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Take me to NYC and I go only if dragged. I am pure petrified there
....I've been shot at by poachers, charged by grizz and bison, and seen alotta death...I'll take all those in a day than go to NYC, i'd find a tree, climb it, and cry till the nice firemen come to rescue me

new thread, "Are you afraid of New York City?".
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Old 12-10-2012, 12:32 AM   #7
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I'm at home in the dark, and in the woods. They are my element. I grew up on the plains and was introduced to the outdoors almost as soon as I walked. When I'm in the woods, I'm at ease. Rather then a fear of bears I hope to come across some when I'm out there. Unlike NE Ranger, I've never been charged by "Grizz" (Pilgrim?) nor Bison even though I have been in close proximity to both. I learned their habits as a youth.

As for the dark, it will conceal me as much as anything else. One of the reasons I mostly cold camp is so I don't lose my night vision. I guess several tours of combat including night patrols doesn't hurt either.
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Old 12-10-2012, 12:54 AM   #8
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I've had several meetings with bears. They were all in daylight.Black and grizzly. So far none at night though I have given them plenty of opportunity.

Yes fear these. Taken with a normal lens. The thing is right next to me. Didn't really matter that I was in the car.

The herd wanted to cross. The herd crossed.

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Old 12-10-2012, 08:50 AM   #9
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Redhawk....I'm kin to the bear that bit jim Bridgers a$$

Being in close proximity to these creatures was part of my job, enough time spent around them and you'll get charged too, but then again, maybe they just don't like rangers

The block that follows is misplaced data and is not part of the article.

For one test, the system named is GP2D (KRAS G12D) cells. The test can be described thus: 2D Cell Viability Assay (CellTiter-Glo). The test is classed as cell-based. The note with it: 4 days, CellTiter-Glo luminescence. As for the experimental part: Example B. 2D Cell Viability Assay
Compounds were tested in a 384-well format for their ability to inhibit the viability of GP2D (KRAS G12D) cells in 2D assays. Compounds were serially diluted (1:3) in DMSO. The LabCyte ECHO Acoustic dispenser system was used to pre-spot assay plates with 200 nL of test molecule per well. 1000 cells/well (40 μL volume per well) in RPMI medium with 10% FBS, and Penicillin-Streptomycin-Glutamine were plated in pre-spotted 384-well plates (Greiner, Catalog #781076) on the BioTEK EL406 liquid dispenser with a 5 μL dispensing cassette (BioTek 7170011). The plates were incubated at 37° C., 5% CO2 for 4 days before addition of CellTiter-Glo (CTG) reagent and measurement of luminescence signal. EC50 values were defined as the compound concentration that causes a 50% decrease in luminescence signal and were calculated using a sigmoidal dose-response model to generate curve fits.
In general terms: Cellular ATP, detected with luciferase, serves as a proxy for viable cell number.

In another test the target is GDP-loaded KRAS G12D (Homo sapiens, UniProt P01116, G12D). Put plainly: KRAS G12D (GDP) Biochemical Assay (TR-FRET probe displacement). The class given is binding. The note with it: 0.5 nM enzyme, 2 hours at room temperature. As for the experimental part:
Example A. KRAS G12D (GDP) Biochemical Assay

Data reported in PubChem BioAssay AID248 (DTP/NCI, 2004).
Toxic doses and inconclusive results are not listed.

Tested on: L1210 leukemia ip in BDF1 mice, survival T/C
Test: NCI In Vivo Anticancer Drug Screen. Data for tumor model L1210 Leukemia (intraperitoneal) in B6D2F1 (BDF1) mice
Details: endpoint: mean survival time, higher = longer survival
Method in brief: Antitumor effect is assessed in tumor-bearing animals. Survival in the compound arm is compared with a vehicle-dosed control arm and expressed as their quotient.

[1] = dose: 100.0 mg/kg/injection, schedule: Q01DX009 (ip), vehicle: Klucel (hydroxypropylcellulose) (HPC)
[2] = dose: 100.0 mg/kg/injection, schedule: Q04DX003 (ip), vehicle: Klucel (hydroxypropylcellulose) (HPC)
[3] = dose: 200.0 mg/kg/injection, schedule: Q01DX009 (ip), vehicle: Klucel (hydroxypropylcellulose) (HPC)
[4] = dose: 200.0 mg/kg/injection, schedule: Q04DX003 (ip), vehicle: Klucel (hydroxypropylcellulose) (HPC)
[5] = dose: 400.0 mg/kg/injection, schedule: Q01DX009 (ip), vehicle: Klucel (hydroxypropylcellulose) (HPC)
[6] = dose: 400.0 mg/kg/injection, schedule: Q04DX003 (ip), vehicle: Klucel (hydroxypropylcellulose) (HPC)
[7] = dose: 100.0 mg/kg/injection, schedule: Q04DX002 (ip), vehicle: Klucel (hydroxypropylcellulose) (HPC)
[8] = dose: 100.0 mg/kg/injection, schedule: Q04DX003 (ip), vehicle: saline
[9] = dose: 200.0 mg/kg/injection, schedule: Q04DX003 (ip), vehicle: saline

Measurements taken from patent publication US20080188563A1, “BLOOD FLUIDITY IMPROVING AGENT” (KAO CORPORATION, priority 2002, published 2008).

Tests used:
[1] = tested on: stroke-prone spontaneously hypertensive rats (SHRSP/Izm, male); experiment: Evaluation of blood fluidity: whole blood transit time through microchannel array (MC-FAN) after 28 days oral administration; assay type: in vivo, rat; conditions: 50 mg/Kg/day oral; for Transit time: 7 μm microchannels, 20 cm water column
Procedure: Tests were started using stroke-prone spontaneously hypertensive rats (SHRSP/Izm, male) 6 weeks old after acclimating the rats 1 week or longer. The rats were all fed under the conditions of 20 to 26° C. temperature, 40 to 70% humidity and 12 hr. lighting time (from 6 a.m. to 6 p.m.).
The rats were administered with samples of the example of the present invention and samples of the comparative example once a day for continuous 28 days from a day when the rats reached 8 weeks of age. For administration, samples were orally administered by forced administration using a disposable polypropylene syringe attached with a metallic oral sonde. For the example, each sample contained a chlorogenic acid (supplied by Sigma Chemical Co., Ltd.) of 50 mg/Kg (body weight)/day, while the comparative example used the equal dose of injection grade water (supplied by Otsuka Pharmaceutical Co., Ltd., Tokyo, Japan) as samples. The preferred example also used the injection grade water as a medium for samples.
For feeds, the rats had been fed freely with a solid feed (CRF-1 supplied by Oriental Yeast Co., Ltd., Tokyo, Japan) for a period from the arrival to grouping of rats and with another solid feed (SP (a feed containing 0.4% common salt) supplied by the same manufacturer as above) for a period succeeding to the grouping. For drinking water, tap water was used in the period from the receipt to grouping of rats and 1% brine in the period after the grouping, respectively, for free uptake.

...I wasn't trying to sound like a hardcase, I was illustrating a fact similar to Yellow Canoes. Our world is the outdoors, the associated factors of it, night/bears/avalanches etc. are commonplace and familiar, "feared" and respected. Where as the concrete jungle (with all those places for me to get ambushed and my milk money stolen) are foreign, unfamiliar, and overwhelming.
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Old 12-10-2012, 10:11 AM   #10
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I suspect part of my problem is visual. Night in the wilderness is much darker than the city.
I am not afraid of animals including bears as long as its daytime. I've hunted deer for 40 years and still am uncomfortable headed out pre-dawn even with a gun.
I think with age comes wisdom and I think I was incredibly stupid to travel at night in the city on foot.
One of my favorite books by Richard Laymon is called "Lonesome night in October". The premise, and I've found it to be true, is that the weirdos come out late at night.
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Old 12-11-2012, 02:02 PM   #11
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I am not afraid of the dark, but I do try to be more careful if I am in an unfamiliar place in the dark. At home I can walk down a mile long gravel road nearby that I know well enough that even when all I can see is the treetops above me against the sky I know where I am, and once I walked through there when all I had to keep me on the road was the sound/feeling of the gravel and dirt of the road under my feet and the different sound/feeling of the dead leaves on the sides of the road. When I am hiking at night (even with a headlamp) in a place that I don't know very well I go more slowly and feel that it is easier to lose my way, since the lamp only shows me what is fairly close by.
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Old 12-11-2012, 05:50 PM   #12
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When you lose your sight (darkness) things seem larger than they are.

We had a fun workshop at Maine Canoe Symposium last year. Participants were blindfolded and barefoot. There was a rope course set through the woods (all sharp stuff removed). It was only about 200 feet long..a square. Some went through foliage and some went through a pine sapling forest and other misc surfaces..sand and rock.

All reported that they thought the course was a LOT longer than they thought it was and that that "forest" of young pine went on forever. Everything was magnified when they relied on tactile stimuli from their feet.
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Old 12-11-2012, 06:41 PM   #13
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When I guide trips into the wilds, I like to do a little exercise at night if conditions are right. I like to be in a place with good (safe) footing, far removed from anyone else, with mixed sky views. Along a lake shore is a bonus.